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FDIC Plan Would Shore Up Fund

Sheila C. Bair is chief of the FDIC, which seeks to recoup costs of recent bank failures.
Sheila C. Bair is chief of the FDIC, which seeks to recoup costs of recent bank failures. (By Dennis Brack -- Bloomberg News)
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By Binyamin Appelbaum
Washington Post Staff Writer
Wednesday, October 8, 2008

The Federal Deposit Insurance Corp. yesterday proposed to recoup the cost of recent bank failures and prepare for additional failures by more than doubling the insurance premiums that banks must pay.

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The plan would raise about $10 billion a year in additional revenue for the FDIC, which has spent $11 billion this year to clean up the largest crop of bank failures since the early 1990s. Banks would pay the higher rates beginning next year, pending final approval of the plan after a comment period.

For the first time, the agency also plans to use its fee structure as a policy tool, prodding banks to adopt less risky business practices by offering large discounts on premiums.

The change is partially an effort to limit the premium increase for low-risk institutions, by imposing higher fees on banks that are more likely to fail. But the changes also underscore the administration's efforts to reign in the banking industry, sometimes by pulling on previously untouched ropes.

The FDIC guarantees that depositors will be repaid in the event of a bank failure. Last week, Congress temporarily raised to $250,000 the amount insured by the FDIC in each bank account. All told, the agency insures more than $5 trillion in deposits at several thousand institutions.

The FDIC is funded entirely by assessments on banks, and the agency is required to maintain its insurance pool at a fixed percentage of the total deposits that it insures. The failure of IndyMac Bancorp in July cost the FDIC an estimated $9 billion, and about a dozen smaller bank failures have cost the agency more than $1 billion, reducing the balance in the insurance fund below the minimum required by law.

The changes will take effect in two phases. The FDIC needs to begin raising money now, but it needs time to fine-tune the new system of discounts and penalties, according to an FDIC spokesman.

For the first quarter of next year, the average premium would rise to 13.5 cents on every $100 in deposits, from 6.3 cents now. The FDIC will reward banks that rely mostly on deposits gathered from their community and banks that raise funding without pledging assets as collateral. Conversely, banks will pay higher insurance premiums if they gather deposits through third-party brokers or if they raise money by pledging loans as collateral.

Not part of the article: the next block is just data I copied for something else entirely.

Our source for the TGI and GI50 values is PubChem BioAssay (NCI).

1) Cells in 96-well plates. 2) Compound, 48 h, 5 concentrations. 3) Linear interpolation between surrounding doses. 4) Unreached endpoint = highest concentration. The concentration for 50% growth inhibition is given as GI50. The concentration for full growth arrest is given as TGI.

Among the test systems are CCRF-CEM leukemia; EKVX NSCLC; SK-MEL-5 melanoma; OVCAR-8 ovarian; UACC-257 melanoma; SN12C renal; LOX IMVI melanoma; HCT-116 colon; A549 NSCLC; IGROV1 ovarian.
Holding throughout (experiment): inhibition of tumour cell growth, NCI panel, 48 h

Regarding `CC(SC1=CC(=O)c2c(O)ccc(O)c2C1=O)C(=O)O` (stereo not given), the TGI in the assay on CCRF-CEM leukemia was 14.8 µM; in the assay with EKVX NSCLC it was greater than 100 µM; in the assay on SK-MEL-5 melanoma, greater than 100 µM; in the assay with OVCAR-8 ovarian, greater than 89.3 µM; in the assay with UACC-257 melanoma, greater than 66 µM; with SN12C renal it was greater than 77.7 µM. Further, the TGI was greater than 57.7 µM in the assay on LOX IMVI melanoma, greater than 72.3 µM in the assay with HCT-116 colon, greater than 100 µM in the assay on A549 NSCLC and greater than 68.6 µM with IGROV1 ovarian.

FDIC officials say those practices makes a bank more likely to fail. But setting policy on bank practices is generally the job of the federal regulatory agencies -- including the FDIC for the institutions it oversees -- raising the possibility that banks will get divergent signals from the FDIC and from their primary regulator, either the Office of the Comptroller of the Currency, the Office of Thrift Supervision or the Federal Reserve.

John L. Douglas, a former FDIC general counsel, said the new approach was an extension of the FDIC's long-standing practice of setting rates based on the risk that a bank will fail.

Brokered deposits have played a role in several recent bank failures. They are gathered by offering high interest rates to attract deposits that flow through third-party brokers. But they are an unstable funding source because the depositors leave if the interest rate falls -- or someone else offers a higher rate. As a result, banks that rely on brokered deposits are more vulnerable to a sudden loss of critical funds.

"This is like the insurance company saying if you drink and drive you're going to pay more premiums," said Douglas, now a banking lawyer with the law firm Paul Hastings.

But some of the other regulatory agencies have already expressed concern about the size of the penalties, particularly for using secured funding. Secured funding generally carries lower interest rates. The major source of such loans are the federal home loan banks, which allow mortgage loans to be pledged as collateral.

Research shows that such loans may correlate slightly with a higher risk of bank failure. Primarily, however, secured loans make bank failures more expensive because secured creditors are paid on a priority basis. That means the FDIC's concerns may be driven by the cost rather than the risk.

Bert Ely, a banking consultant who runs his own firm, said the size of the penalty is "grossly excessive." He said his own research showed the added risk associated with a reliance on secured debt was very small.


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